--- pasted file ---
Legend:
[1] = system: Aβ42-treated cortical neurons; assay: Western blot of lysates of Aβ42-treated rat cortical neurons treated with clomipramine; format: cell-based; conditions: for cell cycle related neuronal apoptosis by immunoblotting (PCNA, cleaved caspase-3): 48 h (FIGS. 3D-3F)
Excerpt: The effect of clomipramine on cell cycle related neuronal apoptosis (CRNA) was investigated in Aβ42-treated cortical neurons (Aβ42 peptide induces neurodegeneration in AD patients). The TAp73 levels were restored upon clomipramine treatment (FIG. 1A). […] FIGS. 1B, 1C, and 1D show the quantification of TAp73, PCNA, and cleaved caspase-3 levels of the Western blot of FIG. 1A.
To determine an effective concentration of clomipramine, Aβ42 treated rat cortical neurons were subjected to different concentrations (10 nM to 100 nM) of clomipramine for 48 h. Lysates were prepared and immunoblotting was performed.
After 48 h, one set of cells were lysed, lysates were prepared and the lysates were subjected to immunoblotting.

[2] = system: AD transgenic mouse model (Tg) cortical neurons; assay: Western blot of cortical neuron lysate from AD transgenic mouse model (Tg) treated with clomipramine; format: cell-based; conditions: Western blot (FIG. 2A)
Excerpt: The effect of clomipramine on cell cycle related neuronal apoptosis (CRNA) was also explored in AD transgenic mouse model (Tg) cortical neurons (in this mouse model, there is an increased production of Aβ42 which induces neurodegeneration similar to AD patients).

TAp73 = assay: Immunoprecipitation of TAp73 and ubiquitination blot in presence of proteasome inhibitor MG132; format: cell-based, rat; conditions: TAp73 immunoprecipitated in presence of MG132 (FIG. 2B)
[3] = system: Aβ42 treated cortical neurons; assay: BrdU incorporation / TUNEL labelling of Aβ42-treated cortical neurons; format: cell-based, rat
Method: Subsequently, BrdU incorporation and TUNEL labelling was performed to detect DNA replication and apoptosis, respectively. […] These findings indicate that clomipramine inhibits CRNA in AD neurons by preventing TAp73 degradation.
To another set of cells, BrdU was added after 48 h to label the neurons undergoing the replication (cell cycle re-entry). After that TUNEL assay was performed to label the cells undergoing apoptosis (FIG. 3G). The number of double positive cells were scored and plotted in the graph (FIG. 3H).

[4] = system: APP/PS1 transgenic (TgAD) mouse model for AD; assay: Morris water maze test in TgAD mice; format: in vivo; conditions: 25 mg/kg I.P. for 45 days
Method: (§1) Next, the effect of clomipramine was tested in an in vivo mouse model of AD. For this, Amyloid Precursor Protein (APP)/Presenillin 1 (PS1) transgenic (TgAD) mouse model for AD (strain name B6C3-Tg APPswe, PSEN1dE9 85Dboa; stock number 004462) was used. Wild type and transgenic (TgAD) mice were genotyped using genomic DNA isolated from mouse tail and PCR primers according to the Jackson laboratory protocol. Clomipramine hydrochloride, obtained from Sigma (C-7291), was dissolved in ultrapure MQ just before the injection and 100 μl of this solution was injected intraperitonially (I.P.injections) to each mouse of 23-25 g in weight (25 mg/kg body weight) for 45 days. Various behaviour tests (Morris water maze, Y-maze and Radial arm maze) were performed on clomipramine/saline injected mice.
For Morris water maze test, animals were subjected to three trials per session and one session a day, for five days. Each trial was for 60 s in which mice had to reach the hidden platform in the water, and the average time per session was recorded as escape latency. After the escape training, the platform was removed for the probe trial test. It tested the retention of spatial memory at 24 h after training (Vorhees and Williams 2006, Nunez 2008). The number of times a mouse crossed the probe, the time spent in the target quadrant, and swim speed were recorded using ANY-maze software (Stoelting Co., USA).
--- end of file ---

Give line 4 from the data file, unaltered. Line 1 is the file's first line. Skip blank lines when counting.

To determine an effective concentration of clomipramine, Aβ42 treated rat cortical neurons were subjected to different concentrations (10 nM to 100 nM) of clomipramine for 48 h. Lysates were prepared and immunoblotting was performed.